Image for ‘We embrace imperfection’: the adoption agency for preloved playthings

‘We embrace imperfection’: the adoption agency for preloved playthings

By finding new homes for old teddies, the agency reduces waste and saves cuddly toys from an inglorious trip to landfill

By finding new homes for old teddies, the agency reduces waste and saves cuddly toys from an inglorious trip to landfill

Charlotte Liebling was volunteering in a charity shop, when she realised that many soft toys end up in landfill or as chew toys for dogs. Treasured teddies that are a bit grubby or have an eye or two missing? They don’t even make it to the sales floor.

“I had always cherished my own soft toys, and to learn that others like them – with their own history and stories – were going straight in the bin was shocking,” Liebling says.

So, she set up Loved Before: a social enterprise adoption agency for unwanted soft toys of any kind. Donations are washed, restored if necessary, and photographed before a profile is added to the website in the hope of finding them a new home.

0% doom and gloom. 100% uplifting. From how rapper Loyle Carner is teaching teens with ADHD to cook, to progress in the UK’s switch to renewable energy, the new issue of Positive News magazine is bursting with uplifting stories. Subscribe to Positive News magazine

Listings at the time of going to press include a handknitted scarecrow with a slightly wonky nose called Skipper, and a bow tie-wearing teddy bear named Odie, who looks as good as new. Most are priced in the £8–£14 range.

“There is very little we won’t accept,” notes Liebling. “We don’t take plastic toys or any with mechanical or electronic inner parts, but otherwise they can have missing limbs and missing eyes, and be worn from hugs.”

Each toy goes through a “spa process,” as Liebling describes it, but she doesn’t try to make them ‘as new’. “We are about embracing imperfection. And in a way, they are even more valuable when you can see the love they have experienced.”

‘Toys are even more valuable when you can see the love they have experienced,’ says Liebling. Image: Minnie Zhou

Toys from popular brands sell quickly, but equally, “if a toy arrives with a good story, it will be gone in seconds,” reports Liebling. “Some look a bit quirky, and people might wonder: ‘who might want a toy like that?’ But someone will relate to them.”

The company uses recyclable or biodegradable packaging and has donated 50 per cent of its profits to charity since it was established in 2019.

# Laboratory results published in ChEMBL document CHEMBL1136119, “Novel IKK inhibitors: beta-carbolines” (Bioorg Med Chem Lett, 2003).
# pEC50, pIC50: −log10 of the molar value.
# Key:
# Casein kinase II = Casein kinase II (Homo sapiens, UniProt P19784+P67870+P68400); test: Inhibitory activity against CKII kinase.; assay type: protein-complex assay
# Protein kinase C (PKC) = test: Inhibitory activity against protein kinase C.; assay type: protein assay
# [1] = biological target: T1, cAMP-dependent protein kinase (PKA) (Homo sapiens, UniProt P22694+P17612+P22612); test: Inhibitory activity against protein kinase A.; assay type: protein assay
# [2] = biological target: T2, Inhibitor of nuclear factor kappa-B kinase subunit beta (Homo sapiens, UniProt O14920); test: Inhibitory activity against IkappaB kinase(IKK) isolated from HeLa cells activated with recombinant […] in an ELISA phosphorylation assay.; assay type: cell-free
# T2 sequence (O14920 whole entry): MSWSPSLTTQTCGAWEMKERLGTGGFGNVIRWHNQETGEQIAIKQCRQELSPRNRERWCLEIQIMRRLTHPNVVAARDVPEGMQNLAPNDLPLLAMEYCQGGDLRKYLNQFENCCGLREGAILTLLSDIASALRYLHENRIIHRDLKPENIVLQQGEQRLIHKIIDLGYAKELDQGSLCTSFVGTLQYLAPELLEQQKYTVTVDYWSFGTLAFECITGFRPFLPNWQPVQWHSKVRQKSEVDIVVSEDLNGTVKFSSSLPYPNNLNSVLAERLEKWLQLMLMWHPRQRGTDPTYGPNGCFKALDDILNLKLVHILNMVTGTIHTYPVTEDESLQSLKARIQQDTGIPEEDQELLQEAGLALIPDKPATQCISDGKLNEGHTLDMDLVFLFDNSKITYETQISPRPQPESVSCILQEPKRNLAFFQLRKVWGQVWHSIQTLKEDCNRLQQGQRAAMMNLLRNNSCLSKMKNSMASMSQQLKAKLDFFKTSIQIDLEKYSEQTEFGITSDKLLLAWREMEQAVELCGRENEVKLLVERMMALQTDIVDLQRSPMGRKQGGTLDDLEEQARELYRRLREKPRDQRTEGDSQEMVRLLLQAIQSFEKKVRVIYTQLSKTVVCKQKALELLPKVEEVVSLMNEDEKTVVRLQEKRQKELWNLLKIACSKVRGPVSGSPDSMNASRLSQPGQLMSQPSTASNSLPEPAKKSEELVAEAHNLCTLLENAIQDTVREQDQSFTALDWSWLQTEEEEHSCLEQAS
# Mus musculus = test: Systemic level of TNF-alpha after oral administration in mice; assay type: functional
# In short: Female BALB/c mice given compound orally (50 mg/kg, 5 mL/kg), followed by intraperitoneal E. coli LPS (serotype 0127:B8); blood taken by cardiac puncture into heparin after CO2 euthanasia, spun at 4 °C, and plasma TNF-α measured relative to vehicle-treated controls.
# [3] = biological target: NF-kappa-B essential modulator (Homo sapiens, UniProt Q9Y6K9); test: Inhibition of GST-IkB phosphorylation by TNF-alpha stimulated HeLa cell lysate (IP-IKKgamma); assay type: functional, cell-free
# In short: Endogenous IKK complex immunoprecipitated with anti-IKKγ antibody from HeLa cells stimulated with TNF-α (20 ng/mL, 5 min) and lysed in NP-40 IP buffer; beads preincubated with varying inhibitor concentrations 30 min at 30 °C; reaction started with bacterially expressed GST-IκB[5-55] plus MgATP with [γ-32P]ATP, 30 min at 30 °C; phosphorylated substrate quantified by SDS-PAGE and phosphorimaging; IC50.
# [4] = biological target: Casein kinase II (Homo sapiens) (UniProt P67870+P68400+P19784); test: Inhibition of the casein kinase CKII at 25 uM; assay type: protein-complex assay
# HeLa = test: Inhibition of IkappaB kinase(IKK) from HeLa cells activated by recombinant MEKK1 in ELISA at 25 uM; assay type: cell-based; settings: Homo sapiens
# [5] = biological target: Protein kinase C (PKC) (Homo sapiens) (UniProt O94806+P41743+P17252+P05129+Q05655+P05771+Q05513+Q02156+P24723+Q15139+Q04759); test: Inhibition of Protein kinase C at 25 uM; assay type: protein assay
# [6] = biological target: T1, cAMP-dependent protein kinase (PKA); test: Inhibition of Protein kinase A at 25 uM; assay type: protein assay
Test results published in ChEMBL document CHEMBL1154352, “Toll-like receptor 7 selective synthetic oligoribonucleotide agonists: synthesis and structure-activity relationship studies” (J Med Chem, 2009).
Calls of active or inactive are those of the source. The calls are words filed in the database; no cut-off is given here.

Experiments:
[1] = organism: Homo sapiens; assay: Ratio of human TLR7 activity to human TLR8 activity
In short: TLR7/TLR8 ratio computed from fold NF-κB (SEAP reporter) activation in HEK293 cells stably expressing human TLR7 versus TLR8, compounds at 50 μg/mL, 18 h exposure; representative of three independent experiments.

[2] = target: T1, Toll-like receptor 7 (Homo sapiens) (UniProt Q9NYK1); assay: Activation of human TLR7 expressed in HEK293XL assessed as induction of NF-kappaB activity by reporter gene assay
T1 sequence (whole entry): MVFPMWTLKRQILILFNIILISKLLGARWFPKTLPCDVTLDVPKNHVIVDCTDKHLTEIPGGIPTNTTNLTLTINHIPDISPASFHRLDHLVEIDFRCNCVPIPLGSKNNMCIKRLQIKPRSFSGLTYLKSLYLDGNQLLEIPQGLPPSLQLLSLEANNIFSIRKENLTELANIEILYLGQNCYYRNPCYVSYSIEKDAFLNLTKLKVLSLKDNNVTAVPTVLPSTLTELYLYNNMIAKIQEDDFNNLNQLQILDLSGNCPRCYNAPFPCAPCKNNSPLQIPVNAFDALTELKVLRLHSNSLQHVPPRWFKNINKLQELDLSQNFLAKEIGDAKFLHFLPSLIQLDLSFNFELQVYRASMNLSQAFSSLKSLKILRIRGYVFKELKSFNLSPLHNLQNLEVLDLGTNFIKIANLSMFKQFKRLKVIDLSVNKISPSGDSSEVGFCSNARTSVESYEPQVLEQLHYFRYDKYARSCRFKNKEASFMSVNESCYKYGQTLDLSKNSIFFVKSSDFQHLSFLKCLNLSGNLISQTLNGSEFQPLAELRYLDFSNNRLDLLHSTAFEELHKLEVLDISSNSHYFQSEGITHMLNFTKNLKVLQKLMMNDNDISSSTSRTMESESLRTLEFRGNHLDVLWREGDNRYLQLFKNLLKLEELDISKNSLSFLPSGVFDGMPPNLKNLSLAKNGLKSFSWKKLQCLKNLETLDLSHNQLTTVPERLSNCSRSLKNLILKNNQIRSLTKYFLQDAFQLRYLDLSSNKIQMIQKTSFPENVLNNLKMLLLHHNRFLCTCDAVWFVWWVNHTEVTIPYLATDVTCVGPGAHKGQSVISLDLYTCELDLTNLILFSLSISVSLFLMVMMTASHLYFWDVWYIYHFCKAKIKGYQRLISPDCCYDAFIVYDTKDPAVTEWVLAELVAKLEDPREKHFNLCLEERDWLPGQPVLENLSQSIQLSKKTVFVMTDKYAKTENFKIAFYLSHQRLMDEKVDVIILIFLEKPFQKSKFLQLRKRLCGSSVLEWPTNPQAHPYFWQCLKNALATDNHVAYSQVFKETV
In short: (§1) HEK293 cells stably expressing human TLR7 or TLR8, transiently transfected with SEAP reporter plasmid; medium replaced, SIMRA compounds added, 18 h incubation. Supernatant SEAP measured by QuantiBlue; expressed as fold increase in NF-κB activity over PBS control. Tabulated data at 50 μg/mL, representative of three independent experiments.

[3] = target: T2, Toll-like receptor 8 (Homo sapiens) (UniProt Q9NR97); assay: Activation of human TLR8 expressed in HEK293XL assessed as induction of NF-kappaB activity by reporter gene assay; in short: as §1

Liebling is currently caring for more than 10,000 soft toys and shares their “journeys” on social media. She suggests that new adoptees donate a toy at the same time, to try to ensure that fewer toys end up in landfill.

I’m not going to fix climate change by reselling bears, but I can show younger generations what sustainability looks like

And while she acknowledges the scale of the challenge – people spent £370m on new toys in the UK in 2018 alone – she is convinced that Loved Before is helping to make a difference.

“This isn’t just a one-off project,” Liebling says. “I see it as changing the world one soft toy at a time. I’m not going to ‘fix’ climate change by reselling bears, but what I can do is show younger generations what secondhand and sustainability looks like.”


Three other organisations toying with change

Bricking it

Big brands like Lego and Mattel now offer toy recycling schemes. Lego Replay encourages families in the US and Canada to print free shipping labels and send back bricks they no longer use to be redistributed to children in need. Mattel PlayBack collects unwanted toys, then recovers the materials and reuses them in new toys.

Image: Xavi Cabrera

Have life left: will travel

Maxine Sault and Charlotte Stokes, the duo behind UK business Toys 4 Life, realised the need for a recycling process for toys when they noticed how quickly children grow out of their playthings. They collect plastic toys – for free – and export them to developing countries and socially deprived areas.

Image: Park Troopers

Old toys, new smiles

Primary school teacher Jane Garfield knew some children had more toys than others, and that schools often lack the funds to buy resources. Along with Angela Donovan, she formed The TOY Project charity in response. The duo collect unwanted toys and redistribute them to people who are in need. They also run a shop in Archway, London, stocked with preloved toys.

Image: Jason Leung
Main image: Oxana Lyashenko

Related articles